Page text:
Relatives of people killed by police take knee outside City Hall

Relatives of New Yorkers killed by police officers took a knee Tuesday outside City Hall, claiming the so-called "take a knee" movement in the NFL has lost its focus and demanding that elected officials stand up for them.
Former San Francisco 49ers quarterback Colin Kaepernick set the tone for a discussion on police brutality when he started kneeling during the national anthem before games. It's become such a topic of hot debate that even President Donald Trump has weighed in on the matter.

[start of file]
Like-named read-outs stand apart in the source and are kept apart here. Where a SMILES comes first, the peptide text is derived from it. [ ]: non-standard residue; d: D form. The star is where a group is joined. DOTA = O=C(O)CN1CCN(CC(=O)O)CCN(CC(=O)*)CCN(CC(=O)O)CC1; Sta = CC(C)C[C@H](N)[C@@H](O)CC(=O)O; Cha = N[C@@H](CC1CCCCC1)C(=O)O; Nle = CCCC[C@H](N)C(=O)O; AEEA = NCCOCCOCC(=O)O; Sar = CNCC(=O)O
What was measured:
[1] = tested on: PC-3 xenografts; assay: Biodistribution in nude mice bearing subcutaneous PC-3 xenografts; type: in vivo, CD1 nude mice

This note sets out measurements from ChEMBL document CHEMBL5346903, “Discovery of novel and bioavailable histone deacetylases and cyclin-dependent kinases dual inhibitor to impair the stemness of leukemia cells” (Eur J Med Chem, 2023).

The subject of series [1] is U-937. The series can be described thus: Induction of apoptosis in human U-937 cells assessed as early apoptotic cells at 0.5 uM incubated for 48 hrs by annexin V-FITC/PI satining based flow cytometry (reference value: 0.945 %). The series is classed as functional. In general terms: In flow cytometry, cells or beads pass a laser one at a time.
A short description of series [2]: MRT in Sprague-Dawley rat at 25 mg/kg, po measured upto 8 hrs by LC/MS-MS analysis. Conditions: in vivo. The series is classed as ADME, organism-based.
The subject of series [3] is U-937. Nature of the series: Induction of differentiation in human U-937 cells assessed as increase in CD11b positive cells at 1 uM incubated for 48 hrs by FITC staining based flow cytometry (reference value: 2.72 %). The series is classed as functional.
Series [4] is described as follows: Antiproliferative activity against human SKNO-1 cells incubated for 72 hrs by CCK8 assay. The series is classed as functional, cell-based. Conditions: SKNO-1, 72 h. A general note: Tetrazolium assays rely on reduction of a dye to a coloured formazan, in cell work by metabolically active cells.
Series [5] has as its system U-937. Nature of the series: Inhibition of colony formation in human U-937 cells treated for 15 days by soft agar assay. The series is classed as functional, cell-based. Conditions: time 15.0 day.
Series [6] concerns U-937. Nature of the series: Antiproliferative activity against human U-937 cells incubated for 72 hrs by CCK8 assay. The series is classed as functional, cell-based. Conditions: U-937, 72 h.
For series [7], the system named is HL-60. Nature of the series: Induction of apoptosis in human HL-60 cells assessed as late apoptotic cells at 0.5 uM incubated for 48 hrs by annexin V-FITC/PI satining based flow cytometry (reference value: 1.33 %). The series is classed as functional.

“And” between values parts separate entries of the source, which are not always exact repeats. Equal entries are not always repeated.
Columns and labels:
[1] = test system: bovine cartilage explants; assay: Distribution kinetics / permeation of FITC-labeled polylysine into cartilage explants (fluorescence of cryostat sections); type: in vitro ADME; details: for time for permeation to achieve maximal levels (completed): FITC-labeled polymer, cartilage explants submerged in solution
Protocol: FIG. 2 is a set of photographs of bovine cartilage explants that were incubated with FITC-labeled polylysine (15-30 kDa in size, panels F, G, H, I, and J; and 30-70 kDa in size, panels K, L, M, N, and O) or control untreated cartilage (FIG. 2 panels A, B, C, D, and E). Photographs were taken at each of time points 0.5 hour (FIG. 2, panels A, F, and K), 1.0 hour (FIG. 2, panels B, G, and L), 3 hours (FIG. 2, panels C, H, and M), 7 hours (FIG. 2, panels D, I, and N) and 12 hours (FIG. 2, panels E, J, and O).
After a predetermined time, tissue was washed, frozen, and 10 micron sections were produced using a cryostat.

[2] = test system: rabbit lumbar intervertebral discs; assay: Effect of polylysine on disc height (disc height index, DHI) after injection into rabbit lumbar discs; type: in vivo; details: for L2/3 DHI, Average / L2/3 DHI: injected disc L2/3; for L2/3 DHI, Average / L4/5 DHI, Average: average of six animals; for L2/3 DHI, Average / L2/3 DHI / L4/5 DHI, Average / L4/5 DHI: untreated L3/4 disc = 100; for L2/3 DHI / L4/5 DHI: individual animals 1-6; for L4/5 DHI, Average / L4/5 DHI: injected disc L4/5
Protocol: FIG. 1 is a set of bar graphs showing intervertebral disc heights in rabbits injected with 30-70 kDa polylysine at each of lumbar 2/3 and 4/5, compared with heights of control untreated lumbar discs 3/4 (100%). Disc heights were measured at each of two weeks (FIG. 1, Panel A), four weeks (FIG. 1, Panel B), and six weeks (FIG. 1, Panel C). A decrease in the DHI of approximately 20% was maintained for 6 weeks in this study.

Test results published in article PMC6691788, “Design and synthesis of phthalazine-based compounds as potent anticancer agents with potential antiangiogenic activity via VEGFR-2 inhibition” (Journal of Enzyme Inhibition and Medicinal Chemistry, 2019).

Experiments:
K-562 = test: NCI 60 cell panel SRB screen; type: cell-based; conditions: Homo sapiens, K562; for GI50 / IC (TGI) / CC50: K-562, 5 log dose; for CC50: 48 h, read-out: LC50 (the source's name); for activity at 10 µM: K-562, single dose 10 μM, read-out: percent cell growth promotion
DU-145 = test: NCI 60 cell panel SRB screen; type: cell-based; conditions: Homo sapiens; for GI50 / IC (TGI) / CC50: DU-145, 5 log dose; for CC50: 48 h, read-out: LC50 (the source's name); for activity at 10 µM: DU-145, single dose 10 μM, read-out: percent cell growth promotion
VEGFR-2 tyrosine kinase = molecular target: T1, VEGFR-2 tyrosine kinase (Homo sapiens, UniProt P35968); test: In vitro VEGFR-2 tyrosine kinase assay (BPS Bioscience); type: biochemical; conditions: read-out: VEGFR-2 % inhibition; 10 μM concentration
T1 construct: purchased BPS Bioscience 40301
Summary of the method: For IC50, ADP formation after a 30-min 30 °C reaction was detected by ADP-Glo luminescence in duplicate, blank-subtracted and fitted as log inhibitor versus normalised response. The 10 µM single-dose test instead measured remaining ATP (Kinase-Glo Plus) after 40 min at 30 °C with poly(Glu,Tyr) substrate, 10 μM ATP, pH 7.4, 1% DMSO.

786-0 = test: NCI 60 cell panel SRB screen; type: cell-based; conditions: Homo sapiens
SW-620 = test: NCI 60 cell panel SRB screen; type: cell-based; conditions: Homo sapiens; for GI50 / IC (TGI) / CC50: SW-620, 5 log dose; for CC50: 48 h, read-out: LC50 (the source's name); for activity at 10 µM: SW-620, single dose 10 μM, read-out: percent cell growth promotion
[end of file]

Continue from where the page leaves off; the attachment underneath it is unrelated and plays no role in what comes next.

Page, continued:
However, families of those killed in incidents of alleged police brutality say some are not taking the movement seriously.
Those who knelt outside City Hall called out the names of each of their loved ones, as well as others killed by police. They commend Kaepernick for starting the discussion on violence against people of color. They say officials like Mayor Bill de Blasio and several City Council members support the movement but have not done anything to stop police violence, including allowing many of the officers involved to still collect a paycheck from the city.
The group specifically wants City Council to pass the Right to Know Act, which would require police officers to identify themselves and inform people when they have the right to not consent to a search.